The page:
Weighing In: Your Role in EHR and Meaningful Use Practices

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We all know how you, as a nurse, contribute to enhancing your patient’s overall healthcare experience. You are an immensely valuable part of your practice’s clinical team, ensuring smooth communications and follow-up with patients, and helping to ensure your patient’s understanding and ultimate compliance to their care plan.

Are you already on the EHR track?

But how well do you understand your opportunity, value and role in helping to establish and maintain your organization’s EHR and meaningful use practices? At the HIMSS 2013 conference, the role of nurses in an organization’s changing care models (especially with the implementation of EHR practices), as related to supporting meaningful use, was profiled as an increasingly important factor in ensuring success.

How does your role within your clinical team contribute to successful EHR practices? Simply stated, much of what you already do—effectively communicating with patients in depth and helping to facilitate and manage a patient’s care plan to improve outcomes—are high on the list of skills you can offer to the process.

In fact, HIMSS attendee RasuShrestha, M.D., the Vice President of Medical Information Technology and Medical Director, Interoperability and Imaging Informatics for the University ofPittsburgh Schools of the Health Sciences,recently suggested that nurses who are proficient in using IT technology can add even more value to the process.

Really? How are my skills related to EHR?

The information you collect from your patients to best manage their conditions, as well as the cost efficiencies of their treatment, is a large part of a new age of innovative healthcare, facilitated by technology and designed to improve the quality of the patient care experience and outcomes. This information, when applied by nurses proficient in not only gathering key patient information, but in using EHRs and other technologies for documentation, can be a game changer in communicating more accurate and relevant patient details, thereby making a patient’s care plan a more collaborative and streamlined process among clinical team members.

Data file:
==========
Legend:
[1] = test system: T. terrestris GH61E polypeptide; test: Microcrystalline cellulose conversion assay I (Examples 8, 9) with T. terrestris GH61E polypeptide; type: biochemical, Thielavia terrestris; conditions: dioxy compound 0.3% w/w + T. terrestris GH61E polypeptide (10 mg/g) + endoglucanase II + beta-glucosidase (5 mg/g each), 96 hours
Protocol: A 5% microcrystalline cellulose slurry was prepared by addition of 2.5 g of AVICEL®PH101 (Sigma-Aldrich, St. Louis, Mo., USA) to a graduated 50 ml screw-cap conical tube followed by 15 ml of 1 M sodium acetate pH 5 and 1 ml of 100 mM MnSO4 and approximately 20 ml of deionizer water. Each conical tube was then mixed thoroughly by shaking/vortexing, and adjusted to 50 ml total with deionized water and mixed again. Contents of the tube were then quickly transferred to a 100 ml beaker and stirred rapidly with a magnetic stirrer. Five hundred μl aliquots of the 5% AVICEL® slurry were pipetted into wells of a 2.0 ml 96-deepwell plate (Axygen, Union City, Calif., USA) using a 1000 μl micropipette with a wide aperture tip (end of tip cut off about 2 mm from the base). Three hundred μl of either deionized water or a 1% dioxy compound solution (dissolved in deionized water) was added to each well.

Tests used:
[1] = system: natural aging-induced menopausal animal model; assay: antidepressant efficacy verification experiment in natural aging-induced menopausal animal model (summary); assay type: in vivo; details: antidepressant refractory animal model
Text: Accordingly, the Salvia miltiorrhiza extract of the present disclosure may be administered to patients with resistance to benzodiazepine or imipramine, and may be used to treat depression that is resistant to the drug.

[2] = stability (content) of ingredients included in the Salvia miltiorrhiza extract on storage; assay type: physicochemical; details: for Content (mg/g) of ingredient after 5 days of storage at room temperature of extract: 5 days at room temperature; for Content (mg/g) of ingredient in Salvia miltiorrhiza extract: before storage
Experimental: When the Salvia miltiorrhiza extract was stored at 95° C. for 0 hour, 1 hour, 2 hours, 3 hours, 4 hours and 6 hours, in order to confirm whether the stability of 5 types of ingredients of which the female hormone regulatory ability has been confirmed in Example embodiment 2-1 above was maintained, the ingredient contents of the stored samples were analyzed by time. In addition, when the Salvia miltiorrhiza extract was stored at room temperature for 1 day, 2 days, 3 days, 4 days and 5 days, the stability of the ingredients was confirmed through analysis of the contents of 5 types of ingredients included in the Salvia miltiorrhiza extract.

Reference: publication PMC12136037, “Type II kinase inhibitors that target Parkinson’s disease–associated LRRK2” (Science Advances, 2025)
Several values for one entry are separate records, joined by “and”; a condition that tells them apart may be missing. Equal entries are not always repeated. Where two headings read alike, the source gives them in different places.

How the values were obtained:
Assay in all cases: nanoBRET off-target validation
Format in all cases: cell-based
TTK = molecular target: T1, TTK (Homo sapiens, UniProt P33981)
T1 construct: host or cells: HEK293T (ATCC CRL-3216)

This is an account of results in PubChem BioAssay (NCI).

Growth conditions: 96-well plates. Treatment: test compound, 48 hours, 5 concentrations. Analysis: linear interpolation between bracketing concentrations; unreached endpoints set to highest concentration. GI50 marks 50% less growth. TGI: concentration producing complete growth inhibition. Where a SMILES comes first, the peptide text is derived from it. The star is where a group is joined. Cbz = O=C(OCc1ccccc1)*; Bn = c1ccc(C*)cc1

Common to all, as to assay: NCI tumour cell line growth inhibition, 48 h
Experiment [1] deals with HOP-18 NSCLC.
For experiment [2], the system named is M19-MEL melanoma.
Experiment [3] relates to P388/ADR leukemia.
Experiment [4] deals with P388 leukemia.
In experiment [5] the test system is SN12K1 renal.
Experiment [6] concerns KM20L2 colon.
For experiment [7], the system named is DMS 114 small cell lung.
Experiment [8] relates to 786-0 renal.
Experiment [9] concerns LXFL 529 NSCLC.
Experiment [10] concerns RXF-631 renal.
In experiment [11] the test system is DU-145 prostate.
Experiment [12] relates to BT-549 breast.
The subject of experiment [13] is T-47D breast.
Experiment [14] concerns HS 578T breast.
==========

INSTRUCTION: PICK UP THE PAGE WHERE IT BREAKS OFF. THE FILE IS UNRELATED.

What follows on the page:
This is particularly important when treating your patients with chronic conditions. EHR can document elements such as personal maintenance of chronic conditions, and when combined with other complementing technologies, help reduce medication errors, and alert providers of risks for drug-drug interactions and drug-food interactions, and assure proper drug dosages; all of these are factors of which can be shared among a patient’s healthcare providers.

How can I learn more about my role in EHR?

Other healthcare product and service providers have the ability to ease your role in managing EHR. For example, Axium Healthcare Pharmacy, through its OnePlace™ treatment management portal, securely stores key patient therapy data such as refills, dosing, adherence, and even lab schedules, which are key components that apply and can be transferred to EHR.

While you may or may not be a decision maker in selecting the technology your organization implements, there are ways to ready yourself for your growing role in supporting meaningful use efforts through EHR. Formal educational opportunities in nursing informatics are becoming more available, as is organization-driven training. In addition, according to Joyce Sensmeier, RN, Vice President of Informatics at HIMSS, nurses can also look into opportunities to participate in boards and committees driving EHR and other technology implementations within their organizations.

Source: http://searchhealthit.techtarget.com/news/2240180273/HIMSS-2013-attendees-explain-importance-of-nursing-informatics

http://www.nursezone.com/nursing-news-events/devices-and-technology/The-Endless-Nursing-Benefits-of-Electronic-Medical-Records_24676.aspx